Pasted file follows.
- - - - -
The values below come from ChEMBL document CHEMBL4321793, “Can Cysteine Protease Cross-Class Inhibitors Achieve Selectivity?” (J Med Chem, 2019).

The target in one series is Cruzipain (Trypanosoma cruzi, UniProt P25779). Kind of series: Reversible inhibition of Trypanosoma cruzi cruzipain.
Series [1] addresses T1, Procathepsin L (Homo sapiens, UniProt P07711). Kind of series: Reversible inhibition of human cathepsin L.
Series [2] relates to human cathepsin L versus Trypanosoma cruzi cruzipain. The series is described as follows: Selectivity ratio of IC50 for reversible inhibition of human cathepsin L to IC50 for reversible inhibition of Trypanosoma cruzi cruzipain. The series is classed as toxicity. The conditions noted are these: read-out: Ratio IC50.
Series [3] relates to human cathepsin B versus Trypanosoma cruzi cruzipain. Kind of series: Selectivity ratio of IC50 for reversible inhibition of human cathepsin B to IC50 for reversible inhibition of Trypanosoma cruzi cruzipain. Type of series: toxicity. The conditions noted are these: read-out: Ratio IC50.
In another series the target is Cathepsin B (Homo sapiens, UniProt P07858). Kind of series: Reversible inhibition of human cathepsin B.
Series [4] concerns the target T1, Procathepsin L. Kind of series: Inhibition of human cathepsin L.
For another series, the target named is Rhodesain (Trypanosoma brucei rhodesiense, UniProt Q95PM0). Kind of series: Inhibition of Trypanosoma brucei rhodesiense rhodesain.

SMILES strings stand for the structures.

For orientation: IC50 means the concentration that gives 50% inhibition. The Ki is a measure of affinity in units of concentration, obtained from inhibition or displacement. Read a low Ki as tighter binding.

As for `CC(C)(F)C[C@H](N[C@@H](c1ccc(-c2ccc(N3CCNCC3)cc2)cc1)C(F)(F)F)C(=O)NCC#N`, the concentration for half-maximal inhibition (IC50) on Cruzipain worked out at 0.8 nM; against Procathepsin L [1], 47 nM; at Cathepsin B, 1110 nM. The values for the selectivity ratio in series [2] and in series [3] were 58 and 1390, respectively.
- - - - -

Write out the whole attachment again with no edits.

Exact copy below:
The values below come from ChEMBL document CHEMBL4321793, “Can Cysteine Protease Cross-Class Inhibitors Achieve Selectivity?” (J Med Chem, 2019).

The target in one series is Cruzipain (Trypanosoma cruzi, UniProt P25779). Kind of series: Reversible inhibition of Trypanosoma cruzi cruzipain.
Series [1] addresses T1, Procathepsin L (Homo sapiens, UniProt P07711). Kind of series: Reversible inhibition of human cathepsin L.
Series [2] relates to human cathepsin L versus Trypanosoma cruzi cruzipain. The series is described as follows: Selectivity ratio of IC50 for reversible inhibition of human cathepsin L to IC50 for reversible inhibition of Trypanosoma cruzi cruzipain. The series is classed as toxicity. The conditions noted are these: read-out: Ratio IC50.
Series [3] relates to human cathepsin B versus Trypanosoma cruzi cruzipain. Kind of series: Selectivity ratio of IC50 for reversible inhibition of human cathepsin B to IC50 for reversible inhibition of Trypanosoma cruzi cruzipain. Type of series: toxicity. The conditions noted are these: read-out: Ratio IC50.
In another series the target is Cathepsin B (Homo sapiens, UniProt P07858). Kind of series: Reversible inhibition of human cathepsin B.
Series [4] concerns the target T1, Procathepsin L. Kind of series: Inhibition of human cathepsin L.
For another series, the target named is Rhodesain (Trypanosoma brucei rhodesiense, UniProt Q95PM0). Kind of series: Inhibition of Trypanosoma brucei rhodesiense rhodesain.

SMILES strings stand for the structures.

For orientation: IC50 means the concentration that gives 50% inhibition. The Ki is a measure of affinity in units of concentration, obtained from inhibition or displacement. Read a low Ki as tighter binding.

As for `CC(C)(F)C[C@H](N[C@@H](c1ccc(-c2ccc(N3CCNCC3)cc2)cc1)C(F)(F)F)C(=O)NCC#N`, the concentration for half-maximal inhibition (IC50) on Cruzipain worked out at 0.8 nM; against Procathepsin L [1], 47 nM; at Cathepsin B, 1110 nM. The values for the selectivity ratio in series [2] and in series [3] were 58 and 1390, respectively.